I can’t even imagine what is must’ve been like being part of it, but there was something wonderful about how the younger actors – John Boyega especially – were so blown away by being on set, wanting a hug from Chewie, a walk through the Falcon. It says something that over 200 people were crowded onto the set when – for a day, they set aside a WHOLE DAY – when Han and Chewie get to utter the line that made a million adults squeal: “Chewie, we’re home.” It’s lovely to hear that, even as the film was being so meticulously made, pretty much the entire cast and crew were as excited as the rest of us were anticipating it, and watching it. And all of it soundtracked by John Williams, at 84 years old, still vital and perhaps one of the most important and iconic people in cinema today. Music that is as much part of our lives as Luke, Han, and Leia, but also Indiana Jones, ET, Jaws, Superman, Home Alone, Schindler’s List, Empire Of The Sun, Saving Private Ryan, Harry Potter, Lincoln and War Horse. Who else has been nominated for 50 Academy Awards?

The ILM work is still just incredible. Seeing so much referencing the original trilogy, whose effects were groundbreaking at the time, back against the new film is wonderful. The best CGI is the stuff that doesn’t look like it’s even there until you look, and for every shot that is obviously FX, there’s a bunch of stuff happening in the background that you don’t know is even unreal. And the new stuff: The Black X-Wing, the new TIE-Fighters, the updated Falcon, the Star Destroyer Graveyard, new Stormtroopers. Seeing them photograph the old 5ft model Falcon and take the little motifs the original model makers left (the ‘Drive Safely’ stickers!) and mapping them onto the ‘new’ Falcon so that the little details perpetuated into the new chapters. You’d have to know these details and watch it over and over, so it’s great to see that this is just ‘what had to be done’, even though many of us would never even spot what’s there. It’s just another example of the rich detail, thought and love that went into it all.

There are so many amazing insights into the making of the film. That JJ Abrams himself came up with the basic concept of BB-8. That Poe was going to be killed early on before they changed the story to keep him in. That Kylo Ren’s suit was going to be chrome (ugh) but when it was dumped it ended up as Captain Phasma. The fact that so many of the original crew from the first trilogy were part of the team that made The Force Awakens, in many cases using inspiration from the iconic Ralph McQuarrie, or the original designs, photos, and in one case, one son’s own inspiration from his father’s snowspeeder drawings in Empire. It felt like not just the handing on from one generation to another in front of and behind the camera, but really bringing so much of the history back together to ensure that the magic of the first trilogy was sprinkled all over the newest one. That may seem obvious, but it’s really the most important and intangible thing that, done wrong (especially overdone) would’ve seemed clumsy and too broadly brushed. They got it nailed.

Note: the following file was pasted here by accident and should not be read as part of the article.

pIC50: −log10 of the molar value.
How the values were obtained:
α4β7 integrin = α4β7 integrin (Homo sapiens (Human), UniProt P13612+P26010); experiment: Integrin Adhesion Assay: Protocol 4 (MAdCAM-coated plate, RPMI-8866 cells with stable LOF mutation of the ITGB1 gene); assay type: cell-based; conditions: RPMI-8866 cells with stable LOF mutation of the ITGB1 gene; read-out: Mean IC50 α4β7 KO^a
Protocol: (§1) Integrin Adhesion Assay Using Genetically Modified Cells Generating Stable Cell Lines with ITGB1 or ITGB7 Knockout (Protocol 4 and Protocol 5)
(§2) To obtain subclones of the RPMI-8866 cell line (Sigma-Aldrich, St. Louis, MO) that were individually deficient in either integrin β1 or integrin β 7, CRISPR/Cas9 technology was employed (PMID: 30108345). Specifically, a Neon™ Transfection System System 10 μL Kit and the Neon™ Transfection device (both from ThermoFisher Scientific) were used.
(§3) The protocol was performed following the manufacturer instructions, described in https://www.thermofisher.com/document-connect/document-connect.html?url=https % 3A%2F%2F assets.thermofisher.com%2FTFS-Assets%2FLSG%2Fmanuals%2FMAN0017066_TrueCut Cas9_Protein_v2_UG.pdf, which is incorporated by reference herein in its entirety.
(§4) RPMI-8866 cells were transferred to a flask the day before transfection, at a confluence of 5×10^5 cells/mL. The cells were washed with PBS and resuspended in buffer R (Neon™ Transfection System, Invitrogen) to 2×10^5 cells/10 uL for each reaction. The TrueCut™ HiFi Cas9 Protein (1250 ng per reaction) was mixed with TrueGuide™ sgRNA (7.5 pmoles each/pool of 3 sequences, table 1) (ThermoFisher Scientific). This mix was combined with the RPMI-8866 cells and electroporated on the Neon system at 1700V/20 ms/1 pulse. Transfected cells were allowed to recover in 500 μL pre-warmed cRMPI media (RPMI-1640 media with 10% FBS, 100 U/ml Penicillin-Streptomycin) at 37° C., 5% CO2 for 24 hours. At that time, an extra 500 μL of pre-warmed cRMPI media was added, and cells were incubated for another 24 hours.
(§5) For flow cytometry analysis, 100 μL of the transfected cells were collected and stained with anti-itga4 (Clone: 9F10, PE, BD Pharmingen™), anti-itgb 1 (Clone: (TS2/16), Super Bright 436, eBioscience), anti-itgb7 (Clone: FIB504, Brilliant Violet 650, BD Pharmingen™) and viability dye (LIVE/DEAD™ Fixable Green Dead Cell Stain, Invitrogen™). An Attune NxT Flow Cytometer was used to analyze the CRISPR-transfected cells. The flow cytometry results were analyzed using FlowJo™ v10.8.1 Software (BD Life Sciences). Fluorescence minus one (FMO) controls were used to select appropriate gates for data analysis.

As a film geek anyway, these behind-the-scenes things are catnip to me. It’s why I’ve started a Saturday that I couldn’t get back to sleep at 7am by thinking ‘I’ve been meaning to watch a bit of this for ages” and sitting here on the sofa for almost 3 hours gorging on the entire extras for the original Blu-Ray, feeling like a 6-year old kid again. But the mechanics of putting something so huge together is fascinating. I feel as excited watching this as I did watching grainy extras on the VHS tapes back in the mid-80s, or reading through the articles in the papers and magazines at the time. I wish I could take a weekend out and watch the whole lot from all of the films, but I’ve got packing to do!

Really, it’s an incredible thing to just immerse yourself in every now and then. I know that I’m a bit of an obsessive. How can you not be that excited about watching a universe unfold in front of your eyes that you first witnessed as a small boy (I was barely even walking when the first came out) and want to dive back into that? It’s part of my lifetime. It always will be.

Do the Hustle…

The cast of American Hustle
American Hustle….

I thought I’d start the new year by trying to get to the cinema more, partly because there’s a lot of good stuff around (12 Years A Slave, American Hustle, Anchorman 2, Monument Men) and partly because I live five minutes walk from an independent cinema here in Stratford, so there’s really no excuse. I chose David O’Russell’s new ensemble picture about (in the loosest of terms) about a corruption scandal in New Jersey in the 1970s and 80s. Pedantry check: while it does bear a passing resemblance, in reality it’s only framed around events, the names are changed (to protect the not very innocent).